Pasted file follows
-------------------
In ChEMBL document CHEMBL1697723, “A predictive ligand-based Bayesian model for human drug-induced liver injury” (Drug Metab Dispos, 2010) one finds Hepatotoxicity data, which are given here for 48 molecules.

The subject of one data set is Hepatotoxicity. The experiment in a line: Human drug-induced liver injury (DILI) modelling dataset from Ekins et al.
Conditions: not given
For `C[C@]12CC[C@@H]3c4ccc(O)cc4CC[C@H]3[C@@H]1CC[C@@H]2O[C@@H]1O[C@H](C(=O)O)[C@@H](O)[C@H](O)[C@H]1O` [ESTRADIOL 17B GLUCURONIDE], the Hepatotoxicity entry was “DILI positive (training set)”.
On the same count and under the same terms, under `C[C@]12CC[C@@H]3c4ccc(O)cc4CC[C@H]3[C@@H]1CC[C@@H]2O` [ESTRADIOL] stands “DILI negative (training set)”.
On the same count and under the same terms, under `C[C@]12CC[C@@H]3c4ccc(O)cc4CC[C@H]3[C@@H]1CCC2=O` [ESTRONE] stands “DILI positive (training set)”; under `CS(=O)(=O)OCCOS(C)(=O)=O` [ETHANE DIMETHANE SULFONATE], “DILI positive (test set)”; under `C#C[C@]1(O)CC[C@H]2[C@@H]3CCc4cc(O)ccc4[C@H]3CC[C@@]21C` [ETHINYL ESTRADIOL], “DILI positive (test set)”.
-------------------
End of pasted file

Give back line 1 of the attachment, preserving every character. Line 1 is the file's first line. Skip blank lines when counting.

In ChEMBL document CHEMBL1697723, “A predictive ligand-based Bayesian model for human drug-induced liver injury” (Drug Metab Dispos, 2010) one finds Hepatotoxicity data, which are given here for 48 molecules.